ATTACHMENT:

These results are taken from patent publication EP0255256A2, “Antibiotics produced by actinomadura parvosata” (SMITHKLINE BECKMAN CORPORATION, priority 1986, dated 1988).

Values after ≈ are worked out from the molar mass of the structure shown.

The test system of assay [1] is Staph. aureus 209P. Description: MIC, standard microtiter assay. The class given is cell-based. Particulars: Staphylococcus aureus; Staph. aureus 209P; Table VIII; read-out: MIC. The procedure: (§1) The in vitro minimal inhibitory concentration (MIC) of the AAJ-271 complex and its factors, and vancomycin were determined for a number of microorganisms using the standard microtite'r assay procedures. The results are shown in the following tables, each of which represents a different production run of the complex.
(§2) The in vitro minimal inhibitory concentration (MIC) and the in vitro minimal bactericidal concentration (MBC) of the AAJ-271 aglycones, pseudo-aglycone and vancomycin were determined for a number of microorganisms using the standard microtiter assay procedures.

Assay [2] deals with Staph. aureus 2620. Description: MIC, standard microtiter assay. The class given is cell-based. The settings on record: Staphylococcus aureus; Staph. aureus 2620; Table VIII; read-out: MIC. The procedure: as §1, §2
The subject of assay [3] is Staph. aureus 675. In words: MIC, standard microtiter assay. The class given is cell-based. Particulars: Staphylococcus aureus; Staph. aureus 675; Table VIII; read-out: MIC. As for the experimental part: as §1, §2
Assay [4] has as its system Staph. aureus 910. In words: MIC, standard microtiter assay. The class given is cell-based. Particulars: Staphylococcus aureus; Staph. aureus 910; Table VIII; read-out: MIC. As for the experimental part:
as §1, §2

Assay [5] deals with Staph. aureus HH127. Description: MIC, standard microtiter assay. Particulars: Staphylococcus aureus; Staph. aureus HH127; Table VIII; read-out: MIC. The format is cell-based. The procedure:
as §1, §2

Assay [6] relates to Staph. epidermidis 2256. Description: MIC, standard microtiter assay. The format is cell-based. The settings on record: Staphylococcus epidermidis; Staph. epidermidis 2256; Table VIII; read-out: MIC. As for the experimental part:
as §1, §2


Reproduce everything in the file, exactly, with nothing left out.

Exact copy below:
These results are taken from patent publication EP0255256A2, “Antibiotics produced by actinomadura parvosata” (SMITHKLINE BECKMAN CORPORATION, priority 1986, dated 1988).

Values after ≈ are worked out from the molar mass of the structure shown.

The test system of assay [1] is Staph. aureus 209P. Description: MIC, standard microtiter assay. The class given is cell-based. Particulars: Staphylococcus aureus; Staph. aureus 209P; Table VIII; read-out: MIC. The procedure: (§1) The in vitro minimal inhibitory concentration (MIC) of the AAJ-271 complex and its factors, and vancomycin were determined for a number of microorganisms using the standard microtite'r assay procedures. The results are shown in the following tables, each of which represents a different production run of the complex.
(§2) The in vitro minimal inhibitory concentration (MIC) and the in vitro minimal bactericidal concentration (MBC) of the AAJ-271 aglycones, pseudo-aglycone and vancomycin were determined for a number of microorganisms using the standard microtiter assay procedures.

Assay [2] deals with Staph. aureus 2620. Description: MIC, standard microtiter assay. The class given is cell-based. The settings on record: Staphylococcus aureus; Staph. aureus 2620; Table VIII; read-out: MIC. The procedure: as §1, §2
The subject of assay [3] is Staph. aureus 675. In words: MIC, standard microtiter assay. The class given is cell-based. Particulars: Staphylococcus aureus; Staph. aureus 675; Table VIII; read-out: MIC. As for the experimental part: as §1, §2
Assay [4] has as its system Staph. aureus 910. In words: MIC, standard microtiter assay. The class given is cell-based. Particulars: Staphylococcus aureus; Staph. aureus 910; Table VIII; read-out: MIC. As for the experimental part:
as §1, §2

Assay [5] deals with Staph. aureus HH127. Description: MIC, standard microtiter assay. Particulars: Staphylococcus aureus; Staph. aureus HH127; Table VIII; read-out: MIC. The format is cell-based. The procedure:
as §1, §2

Assay [6] relates to Staph. epidermidis 2256. Description: MIC, standard microtiter assay. The format is cell-based. The settings on record: Staphylococcus epidermidis; Staph. epidermidis 2256; Table VIII; read-out: MIC. As for the experimental part:
as §1, §2